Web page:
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Tk -graphics toolkit


include "tk.m";
tk:= load Tk Tk->PATH;
Toplevel: adt
    id:   int;
    image: ref Draw->Image;
toplevel: fn(screen: ref Draw->Screen, arg: string): ref Toplevel;
namechan: fn(t: ref Toplevel, c: chan of string, n: string): string;
cmd:      fn(t: ref Toplevel, arg: string): string;
mouse:    fn(x, y, button: int);
keyboard: fn(key: int);


The Tk module provides primitives for building user interfaces, based on Ousterhout's Tcl/Tk. The interface to the toolkit itself is primarily the passing of strings to and from the elements of the toolkit using the cmd function.

toplevel (screen, arg)

The toplevel function, given an existing Screen (usually one inherited from the graphics Context; see context), creates a new window, called a Toplevel, under the control of the Tk toolkit. The Toplevel is passed to the cmd and namechan functions to drive the widgets in the window. The arg parameter is a string containing creation options (such as -borderwidth 2) that are applied when creating the toplevel window.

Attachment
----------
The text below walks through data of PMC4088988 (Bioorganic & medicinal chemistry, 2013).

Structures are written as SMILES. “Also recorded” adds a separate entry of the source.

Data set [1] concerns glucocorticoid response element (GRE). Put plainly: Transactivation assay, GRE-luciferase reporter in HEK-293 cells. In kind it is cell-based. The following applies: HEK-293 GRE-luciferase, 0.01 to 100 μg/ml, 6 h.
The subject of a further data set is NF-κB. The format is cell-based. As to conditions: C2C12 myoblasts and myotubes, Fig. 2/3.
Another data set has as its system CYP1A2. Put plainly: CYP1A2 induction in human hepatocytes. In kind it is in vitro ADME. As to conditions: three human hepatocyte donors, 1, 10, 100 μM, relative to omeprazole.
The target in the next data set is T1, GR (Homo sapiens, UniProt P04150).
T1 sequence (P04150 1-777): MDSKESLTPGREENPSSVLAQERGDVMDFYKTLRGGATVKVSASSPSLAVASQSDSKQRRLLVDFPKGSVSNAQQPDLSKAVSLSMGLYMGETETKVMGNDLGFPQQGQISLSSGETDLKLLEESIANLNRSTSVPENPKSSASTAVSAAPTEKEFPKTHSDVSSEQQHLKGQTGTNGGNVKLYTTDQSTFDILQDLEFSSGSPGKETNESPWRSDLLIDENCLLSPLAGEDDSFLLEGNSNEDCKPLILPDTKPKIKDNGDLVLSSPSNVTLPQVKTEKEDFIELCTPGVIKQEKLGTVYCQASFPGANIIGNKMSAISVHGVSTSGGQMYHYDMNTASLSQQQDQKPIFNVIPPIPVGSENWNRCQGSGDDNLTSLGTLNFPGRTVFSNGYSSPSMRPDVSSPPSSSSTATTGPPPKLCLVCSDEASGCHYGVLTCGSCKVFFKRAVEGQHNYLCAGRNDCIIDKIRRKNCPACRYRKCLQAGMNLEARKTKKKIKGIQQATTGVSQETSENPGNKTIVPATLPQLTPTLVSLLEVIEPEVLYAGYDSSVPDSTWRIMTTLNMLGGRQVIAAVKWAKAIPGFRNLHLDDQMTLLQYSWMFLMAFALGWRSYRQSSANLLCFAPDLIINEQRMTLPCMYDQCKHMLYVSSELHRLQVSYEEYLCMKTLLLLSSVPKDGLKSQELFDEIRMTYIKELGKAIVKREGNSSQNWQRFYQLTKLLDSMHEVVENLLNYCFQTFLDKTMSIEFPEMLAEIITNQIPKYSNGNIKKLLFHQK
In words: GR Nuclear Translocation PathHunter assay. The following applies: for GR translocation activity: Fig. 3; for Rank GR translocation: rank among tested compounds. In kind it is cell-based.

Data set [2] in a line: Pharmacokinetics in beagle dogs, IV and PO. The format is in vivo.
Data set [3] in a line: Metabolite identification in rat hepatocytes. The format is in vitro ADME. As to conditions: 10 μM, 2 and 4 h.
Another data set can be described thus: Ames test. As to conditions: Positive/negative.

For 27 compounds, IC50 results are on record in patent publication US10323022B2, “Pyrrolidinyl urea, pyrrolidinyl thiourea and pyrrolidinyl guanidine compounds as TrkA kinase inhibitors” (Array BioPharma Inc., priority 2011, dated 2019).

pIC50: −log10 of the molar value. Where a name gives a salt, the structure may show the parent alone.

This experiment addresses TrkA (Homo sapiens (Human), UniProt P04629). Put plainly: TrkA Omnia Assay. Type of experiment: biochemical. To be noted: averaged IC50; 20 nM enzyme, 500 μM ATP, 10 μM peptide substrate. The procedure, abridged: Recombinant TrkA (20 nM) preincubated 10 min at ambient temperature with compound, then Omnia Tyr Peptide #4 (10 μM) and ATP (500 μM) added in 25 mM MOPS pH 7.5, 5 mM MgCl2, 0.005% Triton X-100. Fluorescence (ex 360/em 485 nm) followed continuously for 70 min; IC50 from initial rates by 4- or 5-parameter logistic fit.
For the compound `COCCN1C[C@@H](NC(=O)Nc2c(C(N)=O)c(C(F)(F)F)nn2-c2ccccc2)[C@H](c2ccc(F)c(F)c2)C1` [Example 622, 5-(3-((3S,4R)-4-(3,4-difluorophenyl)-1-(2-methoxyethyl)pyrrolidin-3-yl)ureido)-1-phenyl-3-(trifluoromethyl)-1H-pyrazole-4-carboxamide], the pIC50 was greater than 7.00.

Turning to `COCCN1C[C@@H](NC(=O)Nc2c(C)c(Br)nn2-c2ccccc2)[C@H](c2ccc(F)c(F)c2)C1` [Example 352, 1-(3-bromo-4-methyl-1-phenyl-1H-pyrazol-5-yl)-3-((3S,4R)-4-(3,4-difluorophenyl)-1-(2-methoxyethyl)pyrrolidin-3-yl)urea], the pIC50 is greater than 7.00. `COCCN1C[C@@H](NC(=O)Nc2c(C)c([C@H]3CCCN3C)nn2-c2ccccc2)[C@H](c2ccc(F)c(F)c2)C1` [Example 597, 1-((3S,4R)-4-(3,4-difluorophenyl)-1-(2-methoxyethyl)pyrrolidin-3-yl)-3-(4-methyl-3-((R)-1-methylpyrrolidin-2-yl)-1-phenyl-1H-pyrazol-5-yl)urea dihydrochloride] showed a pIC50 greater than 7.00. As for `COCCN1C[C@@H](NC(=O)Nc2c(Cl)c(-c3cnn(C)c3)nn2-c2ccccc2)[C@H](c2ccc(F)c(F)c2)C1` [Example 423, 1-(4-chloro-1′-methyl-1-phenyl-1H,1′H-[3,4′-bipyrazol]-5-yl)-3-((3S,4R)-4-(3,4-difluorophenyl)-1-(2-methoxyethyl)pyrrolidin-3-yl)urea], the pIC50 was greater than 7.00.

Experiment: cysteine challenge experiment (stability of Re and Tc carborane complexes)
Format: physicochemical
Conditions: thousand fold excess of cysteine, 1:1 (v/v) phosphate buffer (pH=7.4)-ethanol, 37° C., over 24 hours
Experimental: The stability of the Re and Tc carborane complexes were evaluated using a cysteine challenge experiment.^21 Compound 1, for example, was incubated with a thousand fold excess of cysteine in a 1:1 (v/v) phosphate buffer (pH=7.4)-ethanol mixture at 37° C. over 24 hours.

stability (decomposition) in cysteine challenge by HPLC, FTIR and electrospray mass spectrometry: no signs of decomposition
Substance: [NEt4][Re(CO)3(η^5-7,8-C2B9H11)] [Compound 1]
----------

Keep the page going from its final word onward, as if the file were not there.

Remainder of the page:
cmd (t, arg)

The cmd function passes command strings to the widgets in the Toplevel t and returns the string resulting from their execution. For example, given a canvas .c in the Toplevel t,

	x:= int tk->cmd (t, ".c cget -actx"); 

returns the integer x coordinate of the canvas.

namechan (t, c, n)

Bindings can be created in a Toplevel that trigger strings to be sent on Limbo channels. Such channels must be declared to the Tk module using namechan. For example, to create a button that sends the word Ouch when it is pressed:

hitchannel:= chan of string;
tk->namechan(t, hitchannel, "channel");
tk->cmd(t, "button.b.Hit -text Hit -command {send channel Ouch}");
expl:= <-hitchannel;    # will see "Ouch" when button pressed

mouse ( ) and keyboard ( )

The mouse and keyboard functions deliver mouse and keyboard events to Tk, for delivery to widgets. They are usually called only by the window manager.

See Also

context, tklib, and wmlib

John K. Ousterhout, Tcl and the Tk Toolkit, Addison-Wesley Publishing Company, Reading Massachusetts, 1994.

'The Limbo/Tk Implementation,' Inferno Developer's Guide, Appendix A.


Because Tk input is handled globally, there can be only one instance of a Tk implementation on a given machine or a given emulator.

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Copyright © 1996,Lucent Technologies, Inc. All rights reserved.